“Let us strengthen our devotion to St. Peter Baptist who, with his missionary work and holy life, serves as a strong inspiration for genuine witnessing to the Gospel in our present time,” said Caceres Archbishop Rolando Tria Tirona, who will be the Mass’ main celebrant and homilist.
In a circular dated Jan. 24, Tirona explained that the chosen date is the Sunday closest to saint’s feast date, Feb. 6.
The prelate also reminded the Caceres clergy, deacons, religious and lay faithful to use the “Liturgy proper to St. Peter Baptist”, not only for the Eucharistic celebration but also for the Liturgy of the Hours and the Office of the Readings.
Baptist, whose full name is Peter Baptist Blasquez, was the companion of St. Paul Miki at a time when Christianity was still prohibited in Japan. Born in Avila, Spain, he was ordained a Franciscan in 1567.
On his 17th year as a missionary, after his volunteer work in Mexico, Baptist was assigned to the Philippines. Here he established many towns such as Baao, Quipayo, Buhi, and Libmanan in Camarines Sur; Cagsawa, Oas and Ligao in Albay.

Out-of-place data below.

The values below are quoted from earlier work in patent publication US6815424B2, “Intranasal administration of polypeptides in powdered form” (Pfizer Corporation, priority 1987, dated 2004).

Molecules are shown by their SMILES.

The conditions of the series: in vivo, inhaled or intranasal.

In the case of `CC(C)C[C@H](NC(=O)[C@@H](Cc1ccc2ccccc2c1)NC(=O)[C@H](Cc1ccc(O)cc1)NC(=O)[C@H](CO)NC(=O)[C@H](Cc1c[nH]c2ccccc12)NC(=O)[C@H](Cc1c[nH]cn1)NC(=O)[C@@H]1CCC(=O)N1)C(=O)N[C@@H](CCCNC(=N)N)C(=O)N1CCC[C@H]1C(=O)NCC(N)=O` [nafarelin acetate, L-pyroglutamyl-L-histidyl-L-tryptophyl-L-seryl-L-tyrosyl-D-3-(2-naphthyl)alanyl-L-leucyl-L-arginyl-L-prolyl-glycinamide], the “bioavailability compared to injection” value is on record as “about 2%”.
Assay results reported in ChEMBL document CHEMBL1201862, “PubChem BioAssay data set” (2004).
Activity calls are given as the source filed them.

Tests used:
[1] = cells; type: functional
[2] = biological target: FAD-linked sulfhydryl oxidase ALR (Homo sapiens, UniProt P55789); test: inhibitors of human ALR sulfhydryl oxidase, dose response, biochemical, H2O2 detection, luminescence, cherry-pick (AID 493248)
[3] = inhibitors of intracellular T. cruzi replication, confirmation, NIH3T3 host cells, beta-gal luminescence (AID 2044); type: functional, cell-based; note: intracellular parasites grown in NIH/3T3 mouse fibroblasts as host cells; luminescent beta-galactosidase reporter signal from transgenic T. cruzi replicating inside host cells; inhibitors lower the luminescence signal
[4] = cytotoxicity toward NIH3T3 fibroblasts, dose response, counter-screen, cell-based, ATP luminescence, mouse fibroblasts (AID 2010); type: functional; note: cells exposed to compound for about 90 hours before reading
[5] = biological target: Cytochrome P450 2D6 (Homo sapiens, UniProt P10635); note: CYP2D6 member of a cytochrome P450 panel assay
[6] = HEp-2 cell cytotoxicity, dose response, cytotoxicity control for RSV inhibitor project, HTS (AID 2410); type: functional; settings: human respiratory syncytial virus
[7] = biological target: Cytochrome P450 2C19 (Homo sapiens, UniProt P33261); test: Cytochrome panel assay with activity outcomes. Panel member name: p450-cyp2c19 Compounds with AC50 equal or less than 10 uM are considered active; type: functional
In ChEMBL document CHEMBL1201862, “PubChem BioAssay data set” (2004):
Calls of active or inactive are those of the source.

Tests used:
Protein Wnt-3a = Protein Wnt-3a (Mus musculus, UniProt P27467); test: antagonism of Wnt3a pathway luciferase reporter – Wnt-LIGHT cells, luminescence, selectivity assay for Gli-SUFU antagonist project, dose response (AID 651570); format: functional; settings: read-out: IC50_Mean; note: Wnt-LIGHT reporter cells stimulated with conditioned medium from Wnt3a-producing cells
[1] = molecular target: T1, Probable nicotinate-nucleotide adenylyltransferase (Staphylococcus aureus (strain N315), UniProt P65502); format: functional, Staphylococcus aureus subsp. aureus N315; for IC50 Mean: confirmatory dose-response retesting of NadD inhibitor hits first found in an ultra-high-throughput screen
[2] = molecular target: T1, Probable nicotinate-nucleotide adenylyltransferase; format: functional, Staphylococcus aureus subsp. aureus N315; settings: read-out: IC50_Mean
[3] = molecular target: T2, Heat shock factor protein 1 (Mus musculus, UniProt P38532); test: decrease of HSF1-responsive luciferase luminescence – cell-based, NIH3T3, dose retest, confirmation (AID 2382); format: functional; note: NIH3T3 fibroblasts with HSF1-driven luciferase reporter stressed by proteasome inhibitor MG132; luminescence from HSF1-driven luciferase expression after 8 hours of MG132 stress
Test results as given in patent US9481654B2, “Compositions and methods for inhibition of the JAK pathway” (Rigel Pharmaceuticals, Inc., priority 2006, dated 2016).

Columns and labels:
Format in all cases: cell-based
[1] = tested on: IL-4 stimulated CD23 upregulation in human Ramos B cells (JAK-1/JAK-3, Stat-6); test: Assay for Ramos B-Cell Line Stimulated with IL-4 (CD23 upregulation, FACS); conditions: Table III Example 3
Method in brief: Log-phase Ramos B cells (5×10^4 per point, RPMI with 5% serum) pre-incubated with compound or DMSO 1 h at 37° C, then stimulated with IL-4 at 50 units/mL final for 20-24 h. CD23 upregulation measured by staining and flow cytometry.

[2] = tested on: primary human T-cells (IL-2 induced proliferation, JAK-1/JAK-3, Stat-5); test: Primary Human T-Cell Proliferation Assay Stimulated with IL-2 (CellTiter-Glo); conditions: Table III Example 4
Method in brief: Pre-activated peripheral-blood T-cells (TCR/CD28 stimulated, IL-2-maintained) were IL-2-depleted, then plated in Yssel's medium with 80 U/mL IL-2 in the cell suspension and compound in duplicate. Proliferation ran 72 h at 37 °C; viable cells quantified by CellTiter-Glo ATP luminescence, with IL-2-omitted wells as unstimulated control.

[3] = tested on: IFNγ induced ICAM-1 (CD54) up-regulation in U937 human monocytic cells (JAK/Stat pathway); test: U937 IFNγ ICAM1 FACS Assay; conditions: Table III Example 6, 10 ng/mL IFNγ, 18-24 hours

Having been deeply involved in the development of certain areas of what is now the Archdiocese of Caceres, Baptist was chosen to be its principal patron.
On Feb. 5, 1597, along with three Jesuits, six European Franciscan missionaries and sixteen other Christians, Baptist was crucified near Nagasaki, Japan.
Executed on the order of Toyotomi Hideyoshi, a feudal lord and general during the Sengoku period, the group, more popularly known as the 26 Martyrs of Japan, included three boys who were members of the Third Order of St. Francis.
Hideyoshi noticed that Christians were growing in number since Baptist arrived in 1593. Philip II sent him to discuss peace negotiations with the said leader. Baptist succeeded in attaining peace but after the group’s execution, Christians were persecuted intermittently. Today, in commemoration of their sacrifice, a “26 Martyrs Museum and Monument” stands on Nishizaka Hill.
Baptist was canonized by Pope Pius IX on June 8, 1862. Before he died, he was quoted as saying, “For the love of God, let your charity commend us to God that the sacrifice of our lives may be acceptable in his sight. From what I have heard here, I think we will be crucified this coming Friday because it was on a Friday that they cut off a part of each one’s ear at Miyako, an event we accept as a gift from God. We all ask you then with great fervor to pray for us for the love of God.” (Natalie Hazel Quimlat/CBCPNews)